As an antiquarian and collector, Forsyth is entirely focused on objects that reflect Chinese perceptions of the Silk Road—which in some accounts was called the Jade Road long before the same links carried exports to the West. Many of the jade miniatures he uses for illustration will be new to those unfamiliar with this medium but also surprising and interesting to fellow collectors. The very first illustration is of a hefty Sogdian weight lifter with his arms around a huge jade rock, ready for a squat lift. Forsyth dates this to the Song dynasty around 1,200 CE, a period of cultured appreciation of the past, when Chinese civilization far outstripped anything in the rest of the world, whether by Gross Domestic Product or sheer sophistication. Another jade miniature, of the same period, represents a foreigner bearing a large, smooth jade rock as tribute. A third, also illustrating the extraction of jade material, dates from the early Qing dynasty, showing a work team in a mine pulling a boulder out into the open.

These are prelude to Forsyth’s camel collection of 75 camel figures, all but five made of nephrite jade. This may well be the largest extant collection of camel figures in jade, and they clearly reflect Forsyth’s strengths and weaknesses as a collector. He is first and foremost an antiquarian, so his collection is defined less by aesthetics than by defining an ethnographic inventory of objects of a certain type, in this case Bactrian camels (not the single-humped dromedaries that are found farther south in the deserts of the Middle East and North Africa).

Camels, sadly, are not adorable to start out with. Even so, this is a remarkable collection that expands the mental boundaries of anyone trying to understand the Silk Road from a Chinese perspective. This was a culture in which the heavy lifter of long-distance trade was an endearing beast that smiled with curled lips like a chimpanzee, slept with its neck outstretched like a dog, and habitually gnawed at its hump when at rest like an anxious teenager.

This is a valuable book that shows the validity of the collector’s eye, that tests conventional wisdom against what might be called the wisdom of objects.

Jade is an acquired taste for most westerners, more so than Chinese painting, which is also difficult because of its iconographic differences from the western tradition, and far more difficult than Chinese ceramic arts, which have been beloved since their first introduction in the 14th century. Most westerners think of jade as the apple green variety used in jewelry, derived mainly from Myanmar, and integrated into Chinese taste in the 17th century, as a result of Qing expansionism. Nephrite jade, sourced mainly from Khotan, comes in subtle colors, and with a few exceptions is developed as art objects in miniatures.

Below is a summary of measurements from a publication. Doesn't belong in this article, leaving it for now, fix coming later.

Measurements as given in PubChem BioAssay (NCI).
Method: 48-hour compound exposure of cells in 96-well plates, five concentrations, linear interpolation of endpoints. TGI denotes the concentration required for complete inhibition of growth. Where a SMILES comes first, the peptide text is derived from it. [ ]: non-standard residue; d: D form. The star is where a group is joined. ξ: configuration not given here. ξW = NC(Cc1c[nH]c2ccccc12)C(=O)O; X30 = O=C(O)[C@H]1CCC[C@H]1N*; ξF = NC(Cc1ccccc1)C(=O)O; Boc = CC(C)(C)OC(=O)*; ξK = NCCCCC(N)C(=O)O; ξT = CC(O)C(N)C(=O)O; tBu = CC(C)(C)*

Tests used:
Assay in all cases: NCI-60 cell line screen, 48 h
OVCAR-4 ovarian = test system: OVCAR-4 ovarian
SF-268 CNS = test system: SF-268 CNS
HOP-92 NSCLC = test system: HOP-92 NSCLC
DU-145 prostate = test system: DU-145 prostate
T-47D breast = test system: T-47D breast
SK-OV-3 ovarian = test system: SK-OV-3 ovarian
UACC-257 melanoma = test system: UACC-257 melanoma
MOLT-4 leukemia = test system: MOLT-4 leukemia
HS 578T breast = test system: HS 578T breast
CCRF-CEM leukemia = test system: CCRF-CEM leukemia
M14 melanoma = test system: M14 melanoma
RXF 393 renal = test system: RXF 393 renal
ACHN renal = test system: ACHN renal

Because of the extreme hardness of jade, between 6 and 7 on the Moh’s scale, its small-scale sculptures are abraded, not carved, and the aesthetic experience is based on the silky, warm feel of hand-held jade more than its sculptural majesty, although many of the craftsmen of jade were able to evoke this quality as well. Partly because Confucius enthused upon the eleven virtues of jade as a model of gentlemanly behavior, jade became a symbol of the best in Chinese civilization. Throughout recorded Chinese history, dating at least to the late Shang dynasty, at the time of the first oracle bone inscriptions in 1300 BCE, and long before, jade was collected, revered, and developed as a cultural icon.


To come up with 70 camel miniatures in jade is no small achievement. Forsyth could have chosen to put together a standard catalog, aimed as most catalogs are at establishing a kind of ersatz provenance based on the name and reputation of the collector.

Instead, he chose to tell a story, which helps the readers of this book to understand how the Chinese—at one end of this transport system somewhat erroneously described as devoted to silk—might have understood it.

Despite its Braudelian inspiration, there are flaws to the book relating to the historiography. Forsyth is a collector and antiquarian, not a scholar of the Chinese language or history. So some of his statements on the integrity of a Han culture versus that of barbarians or humen might be decried by conventional historians who over the last few decades have come to look at early China as a diverse convention of ethnicities and cultural traditions.

Yet this is a valuable book that shows among other things, the validity of the collector’s eye, that tests conventional wisdom against what might be called the wisdom of objects. This book is a testimony to the value of acute appreciation of jade objects, and should serve as a template for ways to express both the excitement of Chinese history and the energy that goes into a collector’s vision.

Edith Terry is a writer and author based in Hong Kong.